Eric Puchner finds them even among "very gifted writers":

The Great Gatsby is an inspired title, one for the ages, but it wasn’t Fitzgerald’s idea. He wanted to call the novel Trimalchio in West Egg, which sounds like something Dr. Seuss might have dreamed up for The Playboy Channel. An early version of Portnoy’s Complaint was called A Jewish Patient Begins His Analysis. At various times, Catch-22 was called Catch-18, Catch-11, Catch-14, and Catch-17. And some classic novels have stood the test of time, despite having terrible titles. (The Heart Is a Lonely Hunter, for example, never fails to make me giggle.)

In short, there seems to be very little correlation between producing something brilliant and the ability to come up with a half-decent name for it.

Perhaps it’s a different skill set entirely. I sometimes think there should be professional titlers: Just as we wouldn’t ask a carpenter to tar the roof of our house, we shouldn’t expect writers to work outside their métier. But even if the perfect title is destined to elude us, I do think it’s possible to identify a bad oneeven, I think, to lay out some basic ground rules for what to steer clear of. So, based on years of teaching, I’ve compiled the following list of Titles to Avoid.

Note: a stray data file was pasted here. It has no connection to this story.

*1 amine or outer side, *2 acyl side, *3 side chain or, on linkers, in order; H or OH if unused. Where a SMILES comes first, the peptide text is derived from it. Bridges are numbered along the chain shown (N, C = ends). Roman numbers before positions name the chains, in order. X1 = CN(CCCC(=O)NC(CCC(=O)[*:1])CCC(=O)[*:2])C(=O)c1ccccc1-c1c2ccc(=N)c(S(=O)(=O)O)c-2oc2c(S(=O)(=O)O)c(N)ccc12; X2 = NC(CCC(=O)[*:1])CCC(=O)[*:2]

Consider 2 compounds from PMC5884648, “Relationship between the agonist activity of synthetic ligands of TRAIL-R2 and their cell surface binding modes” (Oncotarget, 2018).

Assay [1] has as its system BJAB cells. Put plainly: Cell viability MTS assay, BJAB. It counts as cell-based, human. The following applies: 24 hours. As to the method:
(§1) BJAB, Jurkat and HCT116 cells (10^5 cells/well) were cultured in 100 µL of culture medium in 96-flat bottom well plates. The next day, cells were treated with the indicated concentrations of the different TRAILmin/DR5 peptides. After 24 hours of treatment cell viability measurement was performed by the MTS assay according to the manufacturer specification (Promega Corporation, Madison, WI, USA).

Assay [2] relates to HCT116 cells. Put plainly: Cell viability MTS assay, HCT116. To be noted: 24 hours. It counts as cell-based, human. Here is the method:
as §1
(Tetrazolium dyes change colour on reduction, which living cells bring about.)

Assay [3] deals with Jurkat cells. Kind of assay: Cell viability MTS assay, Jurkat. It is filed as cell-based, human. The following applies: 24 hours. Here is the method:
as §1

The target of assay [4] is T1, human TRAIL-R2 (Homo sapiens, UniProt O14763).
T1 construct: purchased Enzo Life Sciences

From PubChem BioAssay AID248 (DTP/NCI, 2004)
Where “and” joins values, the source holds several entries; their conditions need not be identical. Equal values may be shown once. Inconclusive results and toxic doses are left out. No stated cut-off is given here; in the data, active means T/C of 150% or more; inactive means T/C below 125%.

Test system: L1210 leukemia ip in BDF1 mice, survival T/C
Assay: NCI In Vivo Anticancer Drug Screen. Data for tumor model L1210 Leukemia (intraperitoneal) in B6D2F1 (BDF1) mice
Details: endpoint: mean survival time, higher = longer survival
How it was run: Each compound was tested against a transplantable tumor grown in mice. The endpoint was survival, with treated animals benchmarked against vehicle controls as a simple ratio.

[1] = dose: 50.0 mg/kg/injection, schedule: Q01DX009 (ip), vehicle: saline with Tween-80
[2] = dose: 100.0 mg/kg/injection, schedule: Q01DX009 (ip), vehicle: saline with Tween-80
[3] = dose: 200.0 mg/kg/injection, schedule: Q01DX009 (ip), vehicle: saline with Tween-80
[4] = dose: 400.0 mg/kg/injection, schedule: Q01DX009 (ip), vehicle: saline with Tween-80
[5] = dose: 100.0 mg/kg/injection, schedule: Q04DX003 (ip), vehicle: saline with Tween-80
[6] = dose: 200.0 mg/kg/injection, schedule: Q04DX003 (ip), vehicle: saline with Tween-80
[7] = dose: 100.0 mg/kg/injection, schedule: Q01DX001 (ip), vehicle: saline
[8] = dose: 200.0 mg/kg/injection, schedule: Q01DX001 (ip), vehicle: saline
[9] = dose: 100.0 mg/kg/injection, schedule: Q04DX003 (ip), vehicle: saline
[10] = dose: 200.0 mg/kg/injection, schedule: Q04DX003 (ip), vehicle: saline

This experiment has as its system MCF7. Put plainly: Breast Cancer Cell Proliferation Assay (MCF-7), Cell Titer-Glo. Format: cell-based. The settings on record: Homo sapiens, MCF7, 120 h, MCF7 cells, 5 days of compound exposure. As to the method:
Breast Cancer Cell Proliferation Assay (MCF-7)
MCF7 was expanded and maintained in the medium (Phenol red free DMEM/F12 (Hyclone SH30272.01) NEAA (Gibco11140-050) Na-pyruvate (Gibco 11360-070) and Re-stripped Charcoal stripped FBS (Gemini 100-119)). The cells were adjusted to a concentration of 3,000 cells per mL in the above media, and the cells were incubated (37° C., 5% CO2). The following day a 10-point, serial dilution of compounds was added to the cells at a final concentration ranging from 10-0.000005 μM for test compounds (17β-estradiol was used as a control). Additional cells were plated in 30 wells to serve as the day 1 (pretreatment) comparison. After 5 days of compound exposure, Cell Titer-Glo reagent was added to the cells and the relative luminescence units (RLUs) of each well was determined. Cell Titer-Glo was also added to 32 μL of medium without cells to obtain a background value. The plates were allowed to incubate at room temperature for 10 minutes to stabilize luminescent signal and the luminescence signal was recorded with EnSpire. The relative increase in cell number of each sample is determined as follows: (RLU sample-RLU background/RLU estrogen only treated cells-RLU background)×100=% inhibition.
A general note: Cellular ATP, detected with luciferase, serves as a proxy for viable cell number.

Continued here. The Second Pass flags the upcoming Diagram Prize for the Oddest Book Title of the Year. (Last year's winner: The 2009-2014 World Outlook for 60-milligram Containers of Fromage Frais.)

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